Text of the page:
For the last week or so, forecasting the weather in the tropical Atlantic Ocean has been a bit of an adventure. Communicating it to the public has been even harder.
It’s irresponsible and needs to stop.
The Daily Mail wins the prize for the most appalling tropical weather reporting. In a tweet and corresponding online story published Monday morning, it totally botched describing what is happening in the tropics. So much is wrong with its reporting that it is hard to know where to begin.
Its tweet says “Hurricane Gaston strengthens in Florida Straights causing warnings.” Hurricane Gaston is in the middle of the Atlantic Ocean, nowhere near the Florida Straits, and no threat to any land. There are no warnings associated with this storm.
In the tweet’s corresponding story, everything about its opening paragraph, or its lede, is erroneous: “A tropical storm warning has been issued for the coast of North Carolina and Florida as Hurricane Gaston barrels towards the coast with 120mph winds.”
To begin, a tropical storm watch, not a warning, is in effect for the Outer Banks of North Carolina. As for Florida, there are no tropical storm watches or warnings in effect. And again, Tropical Depressions 8 and 9 may affect these two states, not Hurricane Gaston.
The story, published early Monday morning, wasn’t revised and corrected until late Monday afternoon.
The flurry of flawed tropical weather reporting started Friday with USA Today when it tweeted: “Florida braces for a double whammy: Hurricane watch and #Zika virus.” A hurricane watch has a very specific meaning — that at-least-tropical-storm-force winds could begin within 48 hours — and there was no watch in effect. In fact, at that very moment, the National Hurricane Center was lowering its probabilities that a tropical depression or storm would form within 48 hours.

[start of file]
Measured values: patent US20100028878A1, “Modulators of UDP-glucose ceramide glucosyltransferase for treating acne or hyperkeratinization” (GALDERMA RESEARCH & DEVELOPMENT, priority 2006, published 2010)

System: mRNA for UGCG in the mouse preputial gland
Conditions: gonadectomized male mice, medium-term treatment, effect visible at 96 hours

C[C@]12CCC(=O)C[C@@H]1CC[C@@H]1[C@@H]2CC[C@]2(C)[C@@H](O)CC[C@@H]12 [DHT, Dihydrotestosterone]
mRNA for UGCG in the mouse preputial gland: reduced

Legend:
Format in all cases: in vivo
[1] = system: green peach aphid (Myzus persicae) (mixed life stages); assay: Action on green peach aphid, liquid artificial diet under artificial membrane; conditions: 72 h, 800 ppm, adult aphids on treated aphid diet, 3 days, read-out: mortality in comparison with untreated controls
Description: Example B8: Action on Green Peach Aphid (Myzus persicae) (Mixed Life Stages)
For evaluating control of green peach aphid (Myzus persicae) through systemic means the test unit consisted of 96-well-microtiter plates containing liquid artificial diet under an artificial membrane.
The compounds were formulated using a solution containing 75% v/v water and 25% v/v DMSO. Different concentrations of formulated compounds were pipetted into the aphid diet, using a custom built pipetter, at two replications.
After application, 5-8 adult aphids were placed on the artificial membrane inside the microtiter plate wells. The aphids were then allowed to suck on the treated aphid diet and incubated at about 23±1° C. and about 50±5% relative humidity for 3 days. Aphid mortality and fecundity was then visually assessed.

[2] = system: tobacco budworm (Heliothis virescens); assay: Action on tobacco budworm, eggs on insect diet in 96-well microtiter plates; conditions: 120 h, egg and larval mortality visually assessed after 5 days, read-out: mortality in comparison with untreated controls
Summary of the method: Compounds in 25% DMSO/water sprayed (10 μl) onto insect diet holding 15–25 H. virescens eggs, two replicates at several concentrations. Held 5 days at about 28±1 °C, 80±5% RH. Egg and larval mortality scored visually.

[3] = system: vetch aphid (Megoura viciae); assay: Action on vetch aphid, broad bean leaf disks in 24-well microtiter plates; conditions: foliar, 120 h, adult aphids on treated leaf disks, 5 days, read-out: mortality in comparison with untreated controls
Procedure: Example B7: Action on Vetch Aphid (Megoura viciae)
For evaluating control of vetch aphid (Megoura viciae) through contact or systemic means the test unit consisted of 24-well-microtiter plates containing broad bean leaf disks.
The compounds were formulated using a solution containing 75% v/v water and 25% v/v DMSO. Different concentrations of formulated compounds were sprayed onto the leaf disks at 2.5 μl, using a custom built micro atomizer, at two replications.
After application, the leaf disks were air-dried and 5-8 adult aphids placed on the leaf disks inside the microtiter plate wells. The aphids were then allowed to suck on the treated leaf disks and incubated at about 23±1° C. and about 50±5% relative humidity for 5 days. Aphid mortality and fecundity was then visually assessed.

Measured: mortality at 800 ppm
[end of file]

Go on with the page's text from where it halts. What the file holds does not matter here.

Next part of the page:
USAToday’s weather editor, Doyle Rice, admitted the tweet was “a boo-boo on our part” and that it was written by a “social media editor” who did not know the meaning of the term. It appears to have been deleted.
But USA Today, just Monday morning, sent out a second misleading tweet. The text of the tweet, “Two separate tropical depressions are threatening the East and Gulf Coasts” is fine, but the accompanying image shows a full-fledged hurricane bearing down on the Carolinas rather than an image of either (or both) depression(s). This is deceptive and may needlessly scare residents and vacationers.
It later issued a correction.
Over the weekend, another major media organization, NBC Nightly News, incorrectly tweeted that “Hurricane churning in the Atlantic threatens to dump heavy rain on Florida amid Zika fears,” when that was not the case. It subsequently corrected the tweet.
These media organizations need to radically tighten up their fact-checking of tropical weather information, especially on social media. Somebody who has experience covering U.S. tropical weather needs to vet information before it is pushed out.
If there is no one in these newsrooms who has some weather competency, they have no business reporting on it. (Of course, we know USA Today and NBC News have experienced weather staff; they need to be engaged in social media dissemination.)
In putting out false or misleading information, these organizations are doing the public a disservice and making it much harder for responsible, trusted weather experts to do their jobs. Weather fact-checking must be a much higher priority than it currently is.